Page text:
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/ Source: TODAY
By Jenny Han

One of the most talked-about films of 2018 can be summed up in three words: "Whoa, whoa, whoa." The teen romance "To All the Boys I've Loved Before" took Netflix by storm in August, making stars of lead actors Lana Condor (Lara Jean) and Noah Centineo (Peter).

As part of our Voices series, the author of the "To All the Boys I've Loved Before" novel, Jenny Han, reflects on the popularity of the movie, and the reason why its release was so "historic and important."

2018 has been a year of wild growth for me, both personally and professionally. I've been writing books for over a decade, have published 11, but “To All the Boys I've Loved Before” was my first book that was turned into a movie. It would go on to be one of Netflix's most viewed movies ever.

All along, my most fervent hope was that the book fans would love it, but having the film be so widely embraced by so many was more than I ever dared hope for.

Noah Centineo and Lana Condor stole hearts as Peter and Lara Jean, respectively, in "To All the Boys I've Loved Before."Netflix

Many readers first met Lara Jean in 2014, some met her in 2018, but she's lived within me for much longer. It's a bit surreal to share her with such a big audience now. For a writer, sharing creative work will always feel vulnerable. Yet, compared to film and television, the book world is a small and somewhat intimate community. When a book becomes a movie, that feeling of vulnerability is amplified times a million. A trillion. To launch a movie on a platform as big as Netflix, worldwide, massive, in over a hundred countries — that is a whole other scale.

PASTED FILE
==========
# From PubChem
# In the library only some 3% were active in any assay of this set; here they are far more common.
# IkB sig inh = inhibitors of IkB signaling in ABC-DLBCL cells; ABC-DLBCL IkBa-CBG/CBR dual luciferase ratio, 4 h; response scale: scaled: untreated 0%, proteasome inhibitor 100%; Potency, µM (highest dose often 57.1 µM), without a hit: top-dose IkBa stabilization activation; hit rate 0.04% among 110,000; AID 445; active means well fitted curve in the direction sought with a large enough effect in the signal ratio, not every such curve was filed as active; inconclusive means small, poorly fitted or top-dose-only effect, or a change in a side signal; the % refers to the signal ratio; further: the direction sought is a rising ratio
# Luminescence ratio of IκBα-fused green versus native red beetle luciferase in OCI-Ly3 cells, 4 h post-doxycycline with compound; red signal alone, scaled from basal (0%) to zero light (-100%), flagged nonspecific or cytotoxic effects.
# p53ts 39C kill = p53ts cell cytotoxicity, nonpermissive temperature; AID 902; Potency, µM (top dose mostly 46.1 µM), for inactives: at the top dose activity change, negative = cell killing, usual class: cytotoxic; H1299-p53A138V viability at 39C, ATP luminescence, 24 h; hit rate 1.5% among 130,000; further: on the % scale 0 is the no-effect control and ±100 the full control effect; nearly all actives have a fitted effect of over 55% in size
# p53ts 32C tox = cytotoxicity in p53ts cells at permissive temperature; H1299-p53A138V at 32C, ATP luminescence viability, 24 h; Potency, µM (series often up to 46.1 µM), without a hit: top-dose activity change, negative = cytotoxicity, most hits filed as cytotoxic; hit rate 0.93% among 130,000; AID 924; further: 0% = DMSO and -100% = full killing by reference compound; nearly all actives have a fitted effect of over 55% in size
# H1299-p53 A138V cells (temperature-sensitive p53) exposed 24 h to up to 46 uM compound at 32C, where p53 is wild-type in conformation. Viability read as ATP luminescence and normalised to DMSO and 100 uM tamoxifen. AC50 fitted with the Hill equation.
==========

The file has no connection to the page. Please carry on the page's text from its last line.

So, 2018 has meant losing something — the quiet delights and private pleasures of being a children's book writer — and gaining something — connecting with a wider audience, proving that diverse stories are not niche stories.

For so long I have bemoaned the dearth of rom-coms, so to be a part of the renaissance of romantic comedies is hugely exciting for me — and even more than that, to be a part of this movement for more Asian-American representation in movies. To know that Korean-American Lara Jean Covey joins the ranks of Samantha Baker in “Sixteen Candles” and Cher Horowitz in “Clueless” as iconic teen rom-com heroines feels historic and important.

One moment I'll never forget from this year is Halloween, when I saw so many Asian-American women dress up as a character I created. To see these women claim ownership of Lara Jean and of this moment — that was maybe one of the most gratifying experiences of my professional life.

What does 2019 hold in store for me? Well, I'll be writing, of course. For a writer, it's always about the next story, and that's where I'll be, working on my next story, whatever the format.